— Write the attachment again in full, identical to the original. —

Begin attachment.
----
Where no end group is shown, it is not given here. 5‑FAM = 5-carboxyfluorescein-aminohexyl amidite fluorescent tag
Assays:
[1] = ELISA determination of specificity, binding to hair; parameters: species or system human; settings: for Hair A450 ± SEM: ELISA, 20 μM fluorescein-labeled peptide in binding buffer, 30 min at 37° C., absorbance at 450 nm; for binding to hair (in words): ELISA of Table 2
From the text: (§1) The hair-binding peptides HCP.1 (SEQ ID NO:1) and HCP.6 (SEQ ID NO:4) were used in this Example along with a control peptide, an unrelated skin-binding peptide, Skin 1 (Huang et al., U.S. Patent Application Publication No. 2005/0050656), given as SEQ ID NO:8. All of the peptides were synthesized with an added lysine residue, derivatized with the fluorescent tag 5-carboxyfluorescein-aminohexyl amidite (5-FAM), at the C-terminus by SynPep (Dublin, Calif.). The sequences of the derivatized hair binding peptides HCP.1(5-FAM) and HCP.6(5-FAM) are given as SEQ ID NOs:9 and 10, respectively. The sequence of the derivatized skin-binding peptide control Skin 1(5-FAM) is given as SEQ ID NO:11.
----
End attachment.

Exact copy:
Where no end group is shown, it is not given here. 5‑FAM = 5-carboxyfluorescein-aminohexyl amidite fluorescent tag
Assays:
[1] = ELISA determination of specificity, binding to hair; parameters: species or system human; settings: for Hair A450 ± SEM: ELISA, 20 μM fluorescein-labeled peptide in binding buffer, 30 min at 37° C., absorbance at 450 nm; for binding to hair (in words): ELISA of Table 2
From the text: (§1) The hair-binding peptides HCP.1 (SEQ ID NO:1) and HCP.6 (SEQ ID NO:4) were used in this Example along with a control peptide, an unrelated skin-binding peptide, Skin 1 (Huang et al., U.S. Patent Application Publication No. 2005/0050656), given as SEQ ID NO:8. All of the peptides were synthesized with an added lysine residue, derivatized with the fluorescent tag 5-carboxyfluorescein-aminohexyl amidite (5-FAM), at the C-terminus by SynPep (Dublin, Calif.). The sequences of the derivatized hair binding peptides HCP.1(5-FAM) and HCP.6(5-FAM) are given as SEQ ID NOs:9 and 10, respectively. The sequence of the derivatized skin-binding peptide control Skin 1(5-FAM) is given as SEQ ID NO:11.